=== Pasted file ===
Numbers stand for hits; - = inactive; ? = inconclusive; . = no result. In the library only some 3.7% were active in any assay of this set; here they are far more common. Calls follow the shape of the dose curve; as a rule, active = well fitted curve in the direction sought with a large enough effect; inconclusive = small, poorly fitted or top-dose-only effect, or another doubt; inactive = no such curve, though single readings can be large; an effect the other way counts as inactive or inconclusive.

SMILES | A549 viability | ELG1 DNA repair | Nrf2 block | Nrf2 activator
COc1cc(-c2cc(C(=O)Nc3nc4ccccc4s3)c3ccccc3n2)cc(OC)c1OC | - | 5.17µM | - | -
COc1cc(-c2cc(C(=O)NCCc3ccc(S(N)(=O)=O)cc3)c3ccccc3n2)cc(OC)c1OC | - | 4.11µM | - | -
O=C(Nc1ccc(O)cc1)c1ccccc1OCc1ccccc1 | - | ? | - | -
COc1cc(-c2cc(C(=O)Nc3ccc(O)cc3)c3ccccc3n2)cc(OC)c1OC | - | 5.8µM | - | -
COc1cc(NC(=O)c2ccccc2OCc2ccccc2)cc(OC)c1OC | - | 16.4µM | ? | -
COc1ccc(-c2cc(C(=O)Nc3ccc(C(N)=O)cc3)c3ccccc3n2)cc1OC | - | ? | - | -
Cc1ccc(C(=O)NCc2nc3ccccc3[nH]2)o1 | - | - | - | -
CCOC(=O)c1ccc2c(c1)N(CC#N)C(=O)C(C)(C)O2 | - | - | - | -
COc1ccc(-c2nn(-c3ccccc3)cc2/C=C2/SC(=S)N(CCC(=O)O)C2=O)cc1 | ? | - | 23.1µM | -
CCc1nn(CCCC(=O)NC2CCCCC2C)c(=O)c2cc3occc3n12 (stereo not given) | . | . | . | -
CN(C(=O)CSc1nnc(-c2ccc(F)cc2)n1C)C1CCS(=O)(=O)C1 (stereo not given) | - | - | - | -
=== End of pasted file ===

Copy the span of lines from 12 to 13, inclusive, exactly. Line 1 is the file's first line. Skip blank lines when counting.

CCc1nn(CCCC(=O)NC2CCCCC2C)c(=O)c2cc3occc3n12 (stereo not given) | . | . | . | -
CN(C(=O)CSc1nnc(-c2ccc(F)cc2)n1C)C1CCS(=O)(=O)C1 (stereo not given) | - | - | - | -